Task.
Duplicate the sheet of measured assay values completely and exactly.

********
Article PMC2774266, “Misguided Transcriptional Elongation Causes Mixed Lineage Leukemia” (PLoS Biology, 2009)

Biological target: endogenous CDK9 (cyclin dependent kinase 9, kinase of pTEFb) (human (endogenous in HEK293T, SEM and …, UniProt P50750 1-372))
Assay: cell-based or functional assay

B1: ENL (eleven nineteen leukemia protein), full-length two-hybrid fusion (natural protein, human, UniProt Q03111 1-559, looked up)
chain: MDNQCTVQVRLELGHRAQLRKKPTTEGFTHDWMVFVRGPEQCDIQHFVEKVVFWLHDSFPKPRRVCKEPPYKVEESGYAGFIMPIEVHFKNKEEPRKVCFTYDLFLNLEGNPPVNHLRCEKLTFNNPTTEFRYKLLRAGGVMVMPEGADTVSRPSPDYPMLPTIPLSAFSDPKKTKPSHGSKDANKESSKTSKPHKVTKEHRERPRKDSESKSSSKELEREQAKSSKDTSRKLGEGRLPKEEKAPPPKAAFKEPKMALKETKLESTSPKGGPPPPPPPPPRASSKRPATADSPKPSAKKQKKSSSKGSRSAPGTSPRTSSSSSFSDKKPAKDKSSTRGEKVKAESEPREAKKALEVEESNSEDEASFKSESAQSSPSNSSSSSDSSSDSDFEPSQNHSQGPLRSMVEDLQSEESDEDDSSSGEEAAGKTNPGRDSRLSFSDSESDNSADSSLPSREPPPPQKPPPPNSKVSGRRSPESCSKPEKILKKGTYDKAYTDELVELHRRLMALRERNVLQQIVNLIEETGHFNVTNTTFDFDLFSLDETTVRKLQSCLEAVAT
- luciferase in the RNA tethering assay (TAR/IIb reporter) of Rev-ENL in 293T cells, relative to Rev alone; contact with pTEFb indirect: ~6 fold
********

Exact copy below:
Article PMC2774266, “Misguided Transcriptional Elongation Causes Mixed Lineage Leukemia” (PLoS Biology, 2009)

Biological target: endogenous CDK9 (cyclin dependent kinase 9, kinase of pTEFb) (human (endogenous in HEK293T, SEM and …, UniProt P50750 1-372))
Assay: cell-based or functional assay

B1: ENL (eleven nineteen leukemia protein), full-length two-hybrid fusion (natural protein, human, UniProt Q03111 1-559, looked up)
chain: MDNQCTVQVRLELGHRAQLRKKPTTEGFTHDWMVFVRGPEQCDIQHFVEKVVFWLHDSFPKPRRVCKEPPYKVEESGYAGFIMPIEVHFKNKEEPRKVCFTYDLFLNLEGNPPVNHLRCEKLTFNNPTTEFRYKLLRAGGVMVMPEGADTVSRPSPDYPMLPTIPLSAFSDPKKTKPSHGSKDANKESSKTSKPHKVTKEHRERPRKDSESKSSSKELEREQAKSSKDTSRKLGEGRLPKEEKAPPPKAAFKEPKMALKETKLESTSPKGGPPPPPPPPPRASSKRPATADSPKPSAKKQKKSSSKGSRSAPGTSPRTSSSSSFSDKKPAKDKSSTRGEKVKAESEPREAKKALEVEESNSEDEASFKSESAQSSPSNSSSSSDSSSDSDFEPSQNHSQGPLRSMVEDLQSEESDEDDSSSGEEAAGKTNPGRDSRLSFSDSESDNSADSSLPSREPPPPQKPPPPNSKVSGRRSPESCSKPEKILKKGTYDKAYTDELVELHRRLMALRERNVLQQIVNLIEETGHFNVTNTTFDFDLFSLDETTVRKLQSCLEAVAT
- luciferase in the RNA tethering assay (TAR/IIb reporter) of Rev-ENL in 293T cells, relative to Rev alone; contact with pTEFb indirect: ~6 fold